Friday, July 8, 2011

If You Had Any Lingering Doubts, No, the Federal Government Will Not Allow Medical Marijuana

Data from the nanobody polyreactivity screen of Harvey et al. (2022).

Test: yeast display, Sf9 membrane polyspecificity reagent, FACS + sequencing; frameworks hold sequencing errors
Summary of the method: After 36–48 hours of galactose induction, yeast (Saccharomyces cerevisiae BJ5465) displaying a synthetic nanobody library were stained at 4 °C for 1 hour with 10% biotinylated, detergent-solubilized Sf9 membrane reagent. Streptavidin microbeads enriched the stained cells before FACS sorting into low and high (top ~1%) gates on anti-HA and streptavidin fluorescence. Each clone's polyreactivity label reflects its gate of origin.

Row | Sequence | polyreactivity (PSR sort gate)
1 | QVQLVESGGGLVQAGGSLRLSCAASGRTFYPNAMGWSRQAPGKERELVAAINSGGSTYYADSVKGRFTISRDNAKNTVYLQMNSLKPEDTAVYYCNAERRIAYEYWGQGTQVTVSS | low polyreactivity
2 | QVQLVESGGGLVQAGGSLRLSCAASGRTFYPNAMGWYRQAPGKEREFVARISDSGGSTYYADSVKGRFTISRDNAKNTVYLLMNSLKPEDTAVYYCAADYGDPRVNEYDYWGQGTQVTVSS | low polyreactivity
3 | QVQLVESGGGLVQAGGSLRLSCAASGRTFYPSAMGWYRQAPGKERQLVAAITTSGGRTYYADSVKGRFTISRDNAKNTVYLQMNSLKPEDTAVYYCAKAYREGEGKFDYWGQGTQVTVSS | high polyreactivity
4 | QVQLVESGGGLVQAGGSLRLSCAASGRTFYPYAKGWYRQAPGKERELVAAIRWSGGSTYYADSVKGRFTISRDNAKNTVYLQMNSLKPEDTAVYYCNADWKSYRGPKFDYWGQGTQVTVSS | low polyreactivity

You might have noticed last week's memo from the Obama Justice Department, clarifying its stance toward marijuana cultivation in states where it's been approved for medical use. While candidate Obama declared in 2008 (and President-with-high-approval-ratings Obama signaled in 2009) that he was willing to make marijuana prosecutions a low priority for the DOJ in states where the drug had been legalized for medical use, the new memo took a much harsher stance. In stating that, "Persons who are in the business of cultivating, selling or distributing marijuana, and those who knowingly facilitate such activities, are in violation of the Controlled Substances Act, regardless of state law," the DOJ appeared to declare Prop 215 null and void. Well, just in time for the weekend, we're getting a little more news: the DEA has declared that marijuana has no medical use, and has refused to consider removing it from Schedule 1 of the Controlled Substances Act. Advocates were not surprised by the decision, but say that a ruling from the DEA allows them a chance to appeal; the group bringing the petition to the DEA believes it has a better chance of prevailing in court. Though two prior petitions to decriminalize marijuana were denied, both the AMA and the American College of Physicians responded to the most recent one by urging the federal government to reconsider marijuana's status.

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